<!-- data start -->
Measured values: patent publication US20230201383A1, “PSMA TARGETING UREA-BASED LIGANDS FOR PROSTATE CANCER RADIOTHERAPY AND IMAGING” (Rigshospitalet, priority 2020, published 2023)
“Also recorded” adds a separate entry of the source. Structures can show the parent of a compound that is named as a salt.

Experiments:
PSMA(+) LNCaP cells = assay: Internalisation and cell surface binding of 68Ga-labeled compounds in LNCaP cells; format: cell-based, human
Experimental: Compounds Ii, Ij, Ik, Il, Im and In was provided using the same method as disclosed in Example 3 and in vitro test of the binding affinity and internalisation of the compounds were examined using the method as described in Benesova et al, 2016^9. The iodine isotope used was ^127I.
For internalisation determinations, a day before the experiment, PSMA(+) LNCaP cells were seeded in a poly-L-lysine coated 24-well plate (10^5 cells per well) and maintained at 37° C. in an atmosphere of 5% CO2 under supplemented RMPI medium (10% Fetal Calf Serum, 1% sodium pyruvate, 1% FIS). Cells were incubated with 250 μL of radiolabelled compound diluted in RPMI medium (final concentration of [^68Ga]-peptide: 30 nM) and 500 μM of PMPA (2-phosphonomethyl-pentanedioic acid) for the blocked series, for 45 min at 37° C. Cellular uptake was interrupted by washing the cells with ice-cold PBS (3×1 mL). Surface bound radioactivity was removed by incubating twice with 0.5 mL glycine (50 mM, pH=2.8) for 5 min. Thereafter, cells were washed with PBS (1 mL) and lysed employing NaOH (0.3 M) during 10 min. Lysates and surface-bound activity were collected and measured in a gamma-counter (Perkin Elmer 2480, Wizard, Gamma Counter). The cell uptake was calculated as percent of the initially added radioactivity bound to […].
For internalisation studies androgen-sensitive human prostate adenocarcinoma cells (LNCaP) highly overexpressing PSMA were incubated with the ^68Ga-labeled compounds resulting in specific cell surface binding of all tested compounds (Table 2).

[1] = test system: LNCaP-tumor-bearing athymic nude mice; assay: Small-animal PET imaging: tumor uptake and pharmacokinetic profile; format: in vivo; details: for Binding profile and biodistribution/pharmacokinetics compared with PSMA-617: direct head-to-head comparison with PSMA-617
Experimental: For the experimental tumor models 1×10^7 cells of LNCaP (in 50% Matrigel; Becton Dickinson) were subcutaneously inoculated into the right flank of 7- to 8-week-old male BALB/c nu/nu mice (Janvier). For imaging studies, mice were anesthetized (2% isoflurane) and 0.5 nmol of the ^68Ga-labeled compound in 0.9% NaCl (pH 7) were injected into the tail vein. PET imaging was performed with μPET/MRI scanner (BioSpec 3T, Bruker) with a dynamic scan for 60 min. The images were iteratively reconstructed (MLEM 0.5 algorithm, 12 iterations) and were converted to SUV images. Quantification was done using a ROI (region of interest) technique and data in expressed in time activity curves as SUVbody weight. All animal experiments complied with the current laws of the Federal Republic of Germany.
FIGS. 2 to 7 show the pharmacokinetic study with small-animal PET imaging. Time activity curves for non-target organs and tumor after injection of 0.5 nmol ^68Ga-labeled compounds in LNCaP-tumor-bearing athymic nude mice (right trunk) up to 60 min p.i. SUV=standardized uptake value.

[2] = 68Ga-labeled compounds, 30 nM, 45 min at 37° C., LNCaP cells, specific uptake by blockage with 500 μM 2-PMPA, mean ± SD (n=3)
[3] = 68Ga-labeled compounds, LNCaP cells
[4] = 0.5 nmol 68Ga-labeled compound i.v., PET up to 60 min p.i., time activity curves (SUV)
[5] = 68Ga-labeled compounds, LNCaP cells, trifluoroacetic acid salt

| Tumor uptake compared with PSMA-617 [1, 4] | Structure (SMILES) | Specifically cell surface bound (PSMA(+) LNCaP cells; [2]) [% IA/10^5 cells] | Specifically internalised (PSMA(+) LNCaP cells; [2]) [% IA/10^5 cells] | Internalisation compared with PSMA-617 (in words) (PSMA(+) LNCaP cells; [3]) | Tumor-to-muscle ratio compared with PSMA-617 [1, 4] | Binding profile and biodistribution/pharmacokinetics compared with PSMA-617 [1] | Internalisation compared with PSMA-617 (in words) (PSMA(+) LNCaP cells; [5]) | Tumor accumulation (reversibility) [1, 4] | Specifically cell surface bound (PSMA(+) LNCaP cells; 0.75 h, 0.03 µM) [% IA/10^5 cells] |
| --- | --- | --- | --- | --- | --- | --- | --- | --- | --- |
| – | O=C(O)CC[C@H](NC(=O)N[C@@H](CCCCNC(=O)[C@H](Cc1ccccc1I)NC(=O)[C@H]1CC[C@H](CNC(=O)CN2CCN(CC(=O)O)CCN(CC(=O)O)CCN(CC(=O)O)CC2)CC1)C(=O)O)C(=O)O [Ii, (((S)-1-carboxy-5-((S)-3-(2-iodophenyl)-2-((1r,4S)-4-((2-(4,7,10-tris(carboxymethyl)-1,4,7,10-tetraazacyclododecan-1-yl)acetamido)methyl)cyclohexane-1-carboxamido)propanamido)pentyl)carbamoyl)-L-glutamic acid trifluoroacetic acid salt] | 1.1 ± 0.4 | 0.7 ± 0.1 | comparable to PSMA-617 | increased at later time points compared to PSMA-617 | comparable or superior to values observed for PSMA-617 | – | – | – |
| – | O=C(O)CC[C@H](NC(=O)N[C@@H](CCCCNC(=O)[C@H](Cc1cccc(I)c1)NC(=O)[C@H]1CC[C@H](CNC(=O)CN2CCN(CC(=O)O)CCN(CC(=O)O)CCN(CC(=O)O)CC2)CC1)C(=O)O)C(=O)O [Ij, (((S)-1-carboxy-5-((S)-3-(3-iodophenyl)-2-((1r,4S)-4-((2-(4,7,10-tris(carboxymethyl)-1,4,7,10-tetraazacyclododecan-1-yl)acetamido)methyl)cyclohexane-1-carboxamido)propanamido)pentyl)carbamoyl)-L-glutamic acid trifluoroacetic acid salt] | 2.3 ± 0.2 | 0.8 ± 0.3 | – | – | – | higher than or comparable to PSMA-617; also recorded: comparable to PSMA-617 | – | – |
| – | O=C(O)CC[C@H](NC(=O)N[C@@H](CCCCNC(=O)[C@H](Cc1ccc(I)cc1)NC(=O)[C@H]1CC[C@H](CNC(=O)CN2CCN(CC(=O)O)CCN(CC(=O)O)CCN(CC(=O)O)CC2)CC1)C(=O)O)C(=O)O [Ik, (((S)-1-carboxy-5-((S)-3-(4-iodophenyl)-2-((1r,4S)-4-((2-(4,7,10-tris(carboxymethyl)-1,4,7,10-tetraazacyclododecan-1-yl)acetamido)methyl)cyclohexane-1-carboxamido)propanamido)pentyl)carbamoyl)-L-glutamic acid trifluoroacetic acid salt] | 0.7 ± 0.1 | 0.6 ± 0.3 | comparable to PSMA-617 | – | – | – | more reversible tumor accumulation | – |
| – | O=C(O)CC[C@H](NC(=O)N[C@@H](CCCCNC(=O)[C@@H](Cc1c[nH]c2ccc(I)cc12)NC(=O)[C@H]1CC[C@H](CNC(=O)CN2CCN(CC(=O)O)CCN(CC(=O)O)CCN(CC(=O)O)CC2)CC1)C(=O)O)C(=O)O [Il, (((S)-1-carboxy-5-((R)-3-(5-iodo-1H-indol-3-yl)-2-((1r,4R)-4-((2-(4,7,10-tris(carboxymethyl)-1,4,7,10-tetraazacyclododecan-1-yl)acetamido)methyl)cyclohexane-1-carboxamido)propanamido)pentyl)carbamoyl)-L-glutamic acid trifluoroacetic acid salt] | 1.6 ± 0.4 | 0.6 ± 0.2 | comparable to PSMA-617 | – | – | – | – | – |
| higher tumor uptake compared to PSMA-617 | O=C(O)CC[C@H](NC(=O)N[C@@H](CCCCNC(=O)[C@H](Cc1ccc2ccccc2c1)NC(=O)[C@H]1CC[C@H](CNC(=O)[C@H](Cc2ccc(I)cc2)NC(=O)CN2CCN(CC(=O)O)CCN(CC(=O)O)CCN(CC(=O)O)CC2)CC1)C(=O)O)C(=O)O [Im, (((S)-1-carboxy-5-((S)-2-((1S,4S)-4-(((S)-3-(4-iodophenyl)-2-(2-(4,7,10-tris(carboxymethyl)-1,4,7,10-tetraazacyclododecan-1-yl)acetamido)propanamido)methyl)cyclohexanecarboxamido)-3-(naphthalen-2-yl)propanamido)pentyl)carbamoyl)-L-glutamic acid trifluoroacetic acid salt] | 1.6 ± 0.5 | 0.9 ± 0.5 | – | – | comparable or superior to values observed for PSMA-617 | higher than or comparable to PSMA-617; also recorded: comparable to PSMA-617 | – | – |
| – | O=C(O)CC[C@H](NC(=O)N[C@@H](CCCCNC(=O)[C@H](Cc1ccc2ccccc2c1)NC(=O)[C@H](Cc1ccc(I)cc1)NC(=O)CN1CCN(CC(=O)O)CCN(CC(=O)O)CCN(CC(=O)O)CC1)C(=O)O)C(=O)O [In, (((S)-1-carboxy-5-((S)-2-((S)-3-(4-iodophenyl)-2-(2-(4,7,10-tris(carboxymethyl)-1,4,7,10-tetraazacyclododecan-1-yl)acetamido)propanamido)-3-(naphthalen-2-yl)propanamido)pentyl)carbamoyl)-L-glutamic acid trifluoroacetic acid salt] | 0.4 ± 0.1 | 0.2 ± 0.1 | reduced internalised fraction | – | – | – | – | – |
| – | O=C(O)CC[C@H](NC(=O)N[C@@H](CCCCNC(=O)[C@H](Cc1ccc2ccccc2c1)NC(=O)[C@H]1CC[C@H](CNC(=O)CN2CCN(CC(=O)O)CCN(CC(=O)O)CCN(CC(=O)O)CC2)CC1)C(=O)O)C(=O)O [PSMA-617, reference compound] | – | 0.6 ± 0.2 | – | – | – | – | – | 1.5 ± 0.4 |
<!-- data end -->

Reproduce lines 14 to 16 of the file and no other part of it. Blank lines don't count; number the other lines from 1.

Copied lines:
[5] = 68Ga-labeled compounds, LNCaP cells, trifluoroacetic acid salt

| Tumor uptake compared with PSMA-617 [1, 4] | Structure (SMILES) | Specifically cell surface bound (PSMA(+) LNCaP cells; [2]) [% IA/10^5 cells] | Specifically internalised (PSMA(+) LNCaP cells; [2]) [% IA/10^5 cells] | Internalisation compared with PSMA-617 (in words) (PSMA(+) LNCaP cells; [3]) | Tumor-to-muscle ratio compared with PSMA-617 [1, 4] | Binding profile and biodistribution/pharmacokinetics compared with PSMA-617 [1] | Internalisation compared with PSMA-617 (in words) (PSMA(+) LNCaP cells; [5]) | Tumor accumulation (reversibility) [1, 4] | Specifically cell surface bound (PSMA(+) LNCaP cells; 0.75 h, 0.03 µM) [% IA/10^5 cells] |
| --- | --- | --- | --- | --- | --- | --- | --- | --- | --- |